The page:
Washington: Alarmed over security of weapons-grade plutonium in Iran's secretive Bushehr nuclear plant, US has significantly stepped up spying operations over the Persian Gulf country. (Agencies)
The Americans are increasing the surveillance of Iran's southwestern coast by deploying Pentagon's fleet of drones operating over the Persian Gulf and the electronic eye in the sky has intercepted visual images and audio communication from the reactor complex, The Wall Street Journal reported.
US drones are intercepting cellphones, electronic communications and other signals from the reactor, the paper said quoting American intelligence sources.
Surveillance at Bushehr was stepped up especially after two fuel rods from the plant were removed in October, just two months from the time it became operational, officials said.
Nuclear experts, however, at the moment are more concerned over the safety of the plant than about possibility of Iran using it to develop nuclear weapons. Tehran has been complaining that US was spying on Bushehr and had at times even sent fighter jets to pursue the unmanned craft, firing at them but missing.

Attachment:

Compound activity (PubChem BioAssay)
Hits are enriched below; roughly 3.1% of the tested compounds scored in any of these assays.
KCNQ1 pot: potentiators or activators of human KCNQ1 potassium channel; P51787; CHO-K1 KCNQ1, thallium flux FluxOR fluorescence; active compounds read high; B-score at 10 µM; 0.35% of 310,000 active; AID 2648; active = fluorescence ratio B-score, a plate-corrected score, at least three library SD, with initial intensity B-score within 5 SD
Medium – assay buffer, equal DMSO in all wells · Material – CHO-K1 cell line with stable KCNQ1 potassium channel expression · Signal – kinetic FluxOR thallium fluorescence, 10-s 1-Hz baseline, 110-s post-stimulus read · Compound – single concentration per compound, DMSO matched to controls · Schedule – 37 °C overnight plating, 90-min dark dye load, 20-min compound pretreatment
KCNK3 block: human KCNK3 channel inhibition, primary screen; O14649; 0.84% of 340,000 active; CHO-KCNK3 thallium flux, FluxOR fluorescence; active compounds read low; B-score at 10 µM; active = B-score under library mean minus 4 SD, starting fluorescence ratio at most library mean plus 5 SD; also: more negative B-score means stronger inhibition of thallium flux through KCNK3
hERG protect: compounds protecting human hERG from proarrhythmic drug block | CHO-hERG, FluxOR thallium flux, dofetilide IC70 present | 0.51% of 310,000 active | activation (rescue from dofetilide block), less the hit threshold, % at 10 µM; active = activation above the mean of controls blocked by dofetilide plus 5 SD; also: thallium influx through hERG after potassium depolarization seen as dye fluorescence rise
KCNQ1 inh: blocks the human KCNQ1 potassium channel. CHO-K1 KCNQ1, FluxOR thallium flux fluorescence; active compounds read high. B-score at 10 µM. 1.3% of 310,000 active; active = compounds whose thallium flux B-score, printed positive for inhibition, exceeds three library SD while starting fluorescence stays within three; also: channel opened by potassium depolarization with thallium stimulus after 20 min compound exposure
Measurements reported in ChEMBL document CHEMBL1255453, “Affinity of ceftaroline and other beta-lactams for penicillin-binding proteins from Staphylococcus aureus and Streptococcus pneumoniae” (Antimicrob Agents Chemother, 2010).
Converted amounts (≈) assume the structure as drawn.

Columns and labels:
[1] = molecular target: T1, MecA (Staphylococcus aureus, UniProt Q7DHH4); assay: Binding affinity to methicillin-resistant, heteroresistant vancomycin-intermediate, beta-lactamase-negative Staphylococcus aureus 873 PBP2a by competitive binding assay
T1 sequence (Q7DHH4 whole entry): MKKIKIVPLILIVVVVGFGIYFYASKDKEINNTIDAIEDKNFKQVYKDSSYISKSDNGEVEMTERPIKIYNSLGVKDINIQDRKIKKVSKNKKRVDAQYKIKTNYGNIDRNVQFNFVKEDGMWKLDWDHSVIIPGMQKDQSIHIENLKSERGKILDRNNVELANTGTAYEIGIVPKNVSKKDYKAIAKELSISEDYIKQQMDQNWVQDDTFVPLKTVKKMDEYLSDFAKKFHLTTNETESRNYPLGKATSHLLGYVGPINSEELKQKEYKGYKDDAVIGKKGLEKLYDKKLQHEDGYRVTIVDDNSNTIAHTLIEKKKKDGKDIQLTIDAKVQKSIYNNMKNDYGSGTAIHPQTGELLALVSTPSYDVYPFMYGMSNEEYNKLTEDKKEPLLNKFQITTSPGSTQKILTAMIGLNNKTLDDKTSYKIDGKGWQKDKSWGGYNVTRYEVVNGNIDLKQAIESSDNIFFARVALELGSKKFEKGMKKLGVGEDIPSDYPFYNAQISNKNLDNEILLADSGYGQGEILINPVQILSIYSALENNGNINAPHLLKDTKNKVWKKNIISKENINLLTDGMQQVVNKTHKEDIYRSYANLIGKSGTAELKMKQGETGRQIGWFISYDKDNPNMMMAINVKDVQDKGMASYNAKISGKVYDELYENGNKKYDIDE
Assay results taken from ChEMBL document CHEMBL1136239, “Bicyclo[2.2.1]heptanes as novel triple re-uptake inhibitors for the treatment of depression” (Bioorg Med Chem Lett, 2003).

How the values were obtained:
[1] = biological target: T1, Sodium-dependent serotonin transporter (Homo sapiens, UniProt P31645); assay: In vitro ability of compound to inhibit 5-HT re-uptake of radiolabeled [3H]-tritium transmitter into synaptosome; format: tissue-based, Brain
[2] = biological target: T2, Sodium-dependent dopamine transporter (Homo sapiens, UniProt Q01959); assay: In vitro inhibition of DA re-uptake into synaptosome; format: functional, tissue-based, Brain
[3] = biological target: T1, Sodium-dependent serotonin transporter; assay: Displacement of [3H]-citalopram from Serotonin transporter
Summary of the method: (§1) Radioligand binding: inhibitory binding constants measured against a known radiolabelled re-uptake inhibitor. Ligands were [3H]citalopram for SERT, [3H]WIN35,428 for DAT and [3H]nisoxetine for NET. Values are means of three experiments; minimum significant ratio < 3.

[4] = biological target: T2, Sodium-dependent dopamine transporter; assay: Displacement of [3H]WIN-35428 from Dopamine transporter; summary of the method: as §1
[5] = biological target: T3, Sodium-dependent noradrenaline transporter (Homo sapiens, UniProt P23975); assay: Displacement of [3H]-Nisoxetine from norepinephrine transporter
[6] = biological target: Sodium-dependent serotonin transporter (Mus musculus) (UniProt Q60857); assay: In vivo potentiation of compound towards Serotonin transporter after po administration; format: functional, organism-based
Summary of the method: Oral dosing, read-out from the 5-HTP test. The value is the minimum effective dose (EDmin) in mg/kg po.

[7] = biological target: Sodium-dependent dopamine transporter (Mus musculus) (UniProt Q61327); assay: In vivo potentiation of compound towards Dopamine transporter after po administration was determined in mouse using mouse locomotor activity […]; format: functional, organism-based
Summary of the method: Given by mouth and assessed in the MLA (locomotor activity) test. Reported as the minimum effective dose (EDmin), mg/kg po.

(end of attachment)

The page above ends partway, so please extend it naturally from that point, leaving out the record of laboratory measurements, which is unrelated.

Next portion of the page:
Tehran formally protested the Pentagon's spying activities in a November 19 letter to United Nations Secretary General Ban Ki-moon. The complaint charged that the US has violated Iranian airspace with its drone flights. But US officials maintain that surveillance is conducted off the country's shoreline, in line with international law.
The extent of the US surveillance activity the limits of US knowledge about Iran and its military and scientific bureaucracy points to anxious efforts by Washington to increase its understanding as an international confrontation looms over Tehran's nuclear program.
The 1000-megawatt Bushehr reactor is viewed by the US as a lesser proliferation and security threat than growing number of uranium richment facilities in Iran. Both the reactor and the enrichment plants produce fissile materials that can be used to develop nuclear weapons. But Russia's State Atomic Power Corp that built Bushehr under an agreement stipulates all spent fuel would be returned to Russia and stored.
So the International Atomic Energy Agency was surprised on October 15 when Iran notified the UN watchdog that it was discharging all of the nuclear fuel from Bushehr and storing it in a cooling pond at the site, according to Vienna-based diplomats briefed on the correspondence.
Independent nuclear experts estimate that this discharged fuel was made up of between 22 and 220 pounds of weapons-grade plutonium, enough to produce as many as 24 nuclear bombs, if reprocessed further.
Washington: Alarmed over security of weapons-grade plutonium in Iran's secretive Bushehr nuclear plant, US has significantly stepped up spying operations over the Persian Gulf country.